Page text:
Archive for January, 2013

How many times has a story about one person gained top headlines for a month? Not often, unless that person has activated a powerful movement and demand for change within one of the world’s largest and oldest cultures. I am not going to repeat the details of the Delhi rape case again, it is described in nearly every news article about the event and even in a Wikipedia page. I think we are all familiar with what happened and how the movement is still alive while the woman who inspired it is not.


And unlike Faiz Jamil’s article Can India’s anti-rape moment change a culture? and the BBCWorld’s article The Rapes that India forgot (which strangely has no author), I believe this is no passing movement to be forgotten when the headlines are no longer interesting. I can’t remember when a news story has held my attention more, and this one, although having a tragic beginning, is telling us how the candour to the discussion around dignity and rights is unfolding in places with long held taboos on many sexual topics. With all that is currently happening in the world, knowing the people of India are on the streets yelling and singing that it is no longer acceptable to rape, molest or beat a woman while also stating these crimes were the fault of women is heartening. Yet, in my opinion, it is not an example of 4th wave feminism to say that women have been the victims and men the perpetrators of such acts. I think that simplifies a very complex history that has lead to a certain way of life for many millions of people, not just in India, but in places like Egypt and Africa where similar types of sexual abuse are also rampant and not addressed by laws or social morals. Watch the Egyptian film, 678 by Mohamed Diab, that is based on a true story which happened just before the Arab Spring erupted. You can start to see how many different views are held when it comes to abuse of women and how each plays a part in a violent circle. In any society that devalues women, there is also a cost to men.

Article image borrowed from The Guardian

In a well known 2002 study by Valerie M. Hudson and Andrea den Boer “A Surplus of Men, a Deficit of Peace,” it is clear that a gender imbalance caused by a shortage of marriageable women results in higher rates of crime committed by young unmarried men including rape. As of the 2011 census data, there are about 17 million excess men in India in the age group that commits most of these types of crimes, up from 7 million in 1991.

In a marriage market where women are scarce and thus able to “marry up,” certain characteristics of young surplus males are easily and accurately predicted. They are liable to come from the lowest socioeconomic class, be un- or underemployed, live a fairly nomadic or transient lifestyle with few ties to the communities in which they are working, and generally live and socialize with other bachelors. In sum, these young surplus males may be considered, relatively speaking, losers in societal competition.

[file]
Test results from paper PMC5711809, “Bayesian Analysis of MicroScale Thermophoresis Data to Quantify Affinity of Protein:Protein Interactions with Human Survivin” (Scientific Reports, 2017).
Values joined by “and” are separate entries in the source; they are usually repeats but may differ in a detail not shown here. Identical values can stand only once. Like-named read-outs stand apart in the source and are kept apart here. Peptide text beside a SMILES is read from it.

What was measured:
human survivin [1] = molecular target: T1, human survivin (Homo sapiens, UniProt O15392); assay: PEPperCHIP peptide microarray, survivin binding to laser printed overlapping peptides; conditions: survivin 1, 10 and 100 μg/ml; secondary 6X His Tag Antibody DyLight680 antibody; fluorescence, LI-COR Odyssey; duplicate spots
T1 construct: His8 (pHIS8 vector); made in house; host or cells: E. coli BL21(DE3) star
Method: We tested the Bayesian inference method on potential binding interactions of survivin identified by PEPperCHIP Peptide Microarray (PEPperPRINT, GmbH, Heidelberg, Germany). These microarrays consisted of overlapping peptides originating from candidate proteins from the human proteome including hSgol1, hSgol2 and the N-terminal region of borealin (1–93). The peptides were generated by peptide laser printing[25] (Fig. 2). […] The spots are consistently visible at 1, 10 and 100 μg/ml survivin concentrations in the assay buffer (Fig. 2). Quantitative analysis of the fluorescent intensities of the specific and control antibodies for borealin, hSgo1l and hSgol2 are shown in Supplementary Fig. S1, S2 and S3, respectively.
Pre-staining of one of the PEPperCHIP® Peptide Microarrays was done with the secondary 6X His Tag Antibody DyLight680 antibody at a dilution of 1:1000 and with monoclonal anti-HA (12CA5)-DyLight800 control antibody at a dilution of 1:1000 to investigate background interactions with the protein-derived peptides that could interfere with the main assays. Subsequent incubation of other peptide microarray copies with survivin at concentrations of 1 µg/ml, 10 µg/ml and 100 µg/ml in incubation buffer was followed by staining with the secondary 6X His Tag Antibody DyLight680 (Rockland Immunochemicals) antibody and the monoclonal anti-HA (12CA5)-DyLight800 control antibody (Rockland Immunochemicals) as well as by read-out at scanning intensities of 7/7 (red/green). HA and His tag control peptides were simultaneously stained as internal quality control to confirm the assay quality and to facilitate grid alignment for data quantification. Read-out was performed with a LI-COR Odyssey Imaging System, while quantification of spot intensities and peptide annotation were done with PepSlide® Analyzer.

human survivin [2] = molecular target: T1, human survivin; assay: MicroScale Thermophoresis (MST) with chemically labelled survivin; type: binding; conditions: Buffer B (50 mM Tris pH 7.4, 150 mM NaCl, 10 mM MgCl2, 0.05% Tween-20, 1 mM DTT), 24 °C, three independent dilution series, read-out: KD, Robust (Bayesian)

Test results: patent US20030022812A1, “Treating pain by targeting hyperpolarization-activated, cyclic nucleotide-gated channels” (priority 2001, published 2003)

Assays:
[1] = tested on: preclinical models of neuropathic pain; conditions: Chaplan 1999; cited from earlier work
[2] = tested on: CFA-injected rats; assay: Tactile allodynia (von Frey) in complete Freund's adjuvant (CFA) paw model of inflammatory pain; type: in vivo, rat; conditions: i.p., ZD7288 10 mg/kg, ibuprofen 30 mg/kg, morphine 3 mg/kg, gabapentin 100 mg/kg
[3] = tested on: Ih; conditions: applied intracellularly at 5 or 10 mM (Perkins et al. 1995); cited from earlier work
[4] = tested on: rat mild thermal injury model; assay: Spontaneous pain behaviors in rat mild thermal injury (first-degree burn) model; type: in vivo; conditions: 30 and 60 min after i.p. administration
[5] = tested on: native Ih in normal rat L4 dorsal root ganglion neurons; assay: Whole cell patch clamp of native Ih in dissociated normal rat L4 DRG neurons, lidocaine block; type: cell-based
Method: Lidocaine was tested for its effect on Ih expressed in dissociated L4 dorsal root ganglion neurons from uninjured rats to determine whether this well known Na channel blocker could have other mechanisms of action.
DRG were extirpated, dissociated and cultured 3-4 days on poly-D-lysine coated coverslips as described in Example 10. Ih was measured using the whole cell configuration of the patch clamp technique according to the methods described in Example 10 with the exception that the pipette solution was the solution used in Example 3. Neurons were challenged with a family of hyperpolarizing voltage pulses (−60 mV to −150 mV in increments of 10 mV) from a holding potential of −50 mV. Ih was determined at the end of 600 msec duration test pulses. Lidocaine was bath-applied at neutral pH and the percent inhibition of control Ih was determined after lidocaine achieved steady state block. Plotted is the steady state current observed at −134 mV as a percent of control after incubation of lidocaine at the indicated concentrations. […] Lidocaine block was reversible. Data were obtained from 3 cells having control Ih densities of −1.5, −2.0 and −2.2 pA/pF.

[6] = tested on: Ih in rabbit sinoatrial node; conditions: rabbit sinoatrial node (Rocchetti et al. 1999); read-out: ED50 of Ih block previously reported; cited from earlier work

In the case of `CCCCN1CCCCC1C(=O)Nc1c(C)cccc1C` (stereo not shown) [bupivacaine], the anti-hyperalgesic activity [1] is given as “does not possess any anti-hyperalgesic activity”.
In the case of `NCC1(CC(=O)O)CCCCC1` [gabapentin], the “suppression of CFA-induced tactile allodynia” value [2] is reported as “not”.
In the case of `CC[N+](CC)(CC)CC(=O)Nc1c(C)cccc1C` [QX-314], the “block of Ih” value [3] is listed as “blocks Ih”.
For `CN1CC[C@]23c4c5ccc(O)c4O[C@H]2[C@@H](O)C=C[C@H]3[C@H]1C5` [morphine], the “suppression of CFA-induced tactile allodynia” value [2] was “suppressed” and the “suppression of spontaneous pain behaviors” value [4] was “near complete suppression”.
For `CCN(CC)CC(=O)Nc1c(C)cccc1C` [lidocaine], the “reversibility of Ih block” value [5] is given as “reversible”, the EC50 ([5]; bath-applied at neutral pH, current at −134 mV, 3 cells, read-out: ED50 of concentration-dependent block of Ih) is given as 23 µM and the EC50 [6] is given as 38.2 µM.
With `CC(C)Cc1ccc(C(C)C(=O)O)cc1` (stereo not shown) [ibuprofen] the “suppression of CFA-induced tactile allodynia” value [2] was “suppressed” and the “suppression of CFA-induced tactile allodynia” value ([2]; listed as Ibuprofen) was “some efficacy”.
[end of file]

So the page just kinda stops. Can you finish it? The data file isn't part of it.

[ ] ..the behavior of men in groups — most particularly young, single, low-status males — will not rise above the behavior of the worst-behaved individual. Together, they will take larger risks and be more violent than they otherwise would individually.

We are stating how 1 in 4 women will be abused in her lifetime, yet how often do we say that 1 in 20 men in India will be losers since even if they wanted to marry a woman, there will be no chance for them to find an eligible wife. The most companionship they might have is a gang of male friends in the same situation as themselves. It is also important to ask what the effect of rape and molestation has on men with wives and girlfriends. One of the women in the film 678 can no longer stand to have her husband touch her after years of being molested while taking the bus to work since a cab was too expensive for her family. Another woman leaves her husband because he can’t handle the fact that she was abused by men in a crowd after a soccer match. For myself, I am beginning to see how a tolerance of abuse against women starts seeping into the lives of everyone. Even more disturbing is the how the same police and military forces that do not protect women in India are now treating the men who committed these crimes. There are photos of the men accused of the Delhi rape being lead to court with black bags over their heads reminiscent of the men accused of terrorism and detained during the American wars on Terrorism during the last decade. And a chilling demand from some of the people of the world that the solution to this problem would be to install the death penalty for rape in India and to definitely hang these six accused men. Again, I am not seeing how this fits with modern values or needs and the 4th wave.